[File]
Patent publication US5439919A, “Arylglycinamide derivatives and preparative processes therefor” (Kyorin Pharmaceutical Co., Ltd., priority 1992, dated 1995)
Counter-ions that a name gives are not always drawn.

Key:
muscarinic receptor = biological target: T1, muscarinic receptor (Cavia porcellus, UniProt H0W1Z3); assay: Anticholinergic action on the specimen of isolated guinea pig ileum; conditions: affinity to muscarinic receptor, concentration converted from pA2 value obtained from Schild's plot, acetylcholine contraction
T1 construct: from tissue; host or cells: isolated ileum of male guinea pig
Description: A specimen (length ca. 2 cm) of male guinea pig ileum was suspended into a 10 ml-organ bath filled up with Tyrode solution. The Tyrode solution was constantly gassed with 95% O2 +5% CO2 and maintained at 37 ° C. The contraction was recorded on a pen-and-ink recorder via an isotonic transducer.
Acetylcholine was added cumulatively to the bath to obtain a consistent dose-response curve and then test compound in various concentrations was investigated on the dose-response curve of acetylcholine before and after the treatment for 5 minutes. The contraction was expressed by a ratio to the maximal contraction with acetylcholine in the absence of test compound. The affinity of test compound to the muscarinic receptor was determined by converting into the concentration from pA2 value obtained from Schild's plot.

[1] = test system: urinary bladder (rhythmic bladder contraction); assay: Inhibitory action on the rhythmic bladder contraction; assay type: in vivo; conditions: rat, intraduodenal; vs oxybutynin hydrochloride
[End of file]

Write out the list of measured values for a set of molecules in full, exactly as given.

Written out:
Patent publication US5439919A, “Arylglycinamide derivatives and preparative processes therefor” (Kyorin Pharmaceutical Co., Ltd., priority 1992, dated 1995)
Counter-ions that a name gives are not always drawn.

Key:
muscarinic receptor = biological target: T1, muscarinic receptor (Cavia porcellus, UniProt H0W1Z3); assay: Anticholinergic action on the specimen of isolated guinea pig ileum; conditions: affinity to muscarinic receptor, concentration converted from pA2 value obtained from Schild's plot, acetylcholine contraction
T1 construct: from tissue; host or cells: isolated ileum of male guinea pig
Description: A specimen (length ca. 2 cm) of male guinea pig ileum was suspended into a 10 ml-organ bath filled up with Tyrode solution. The Tyrode solution was constantly gassed with 95% O2 +5% CO2 and maintained at 37 ° C. The contraction was recorded on a pen-and-ink recorder via an isotonic transducer.
Acetylcholine was added cumulatively to the bath to obtain a consistent dose-response curve and then test compound in various concentrations was investigated on the dose-response curve of acetylcholine before and after the treatment for 5 minutes. The contraction was expressed by a ratio to the maximal contraction with acetylcholine in the absence of test compound. The affinity of test compound to the muscarinic receptor was determined by converting into the concentration from pA2 value obtained from Schild's plot.

[1] = test system: urinary bladder (rhythmic bladder contraction); assay: Inhibitory action on the rhythmic bladder contraction; assay type: in vivo; conditions: rat, intraduodenal; vs oxybutynin hydrochloride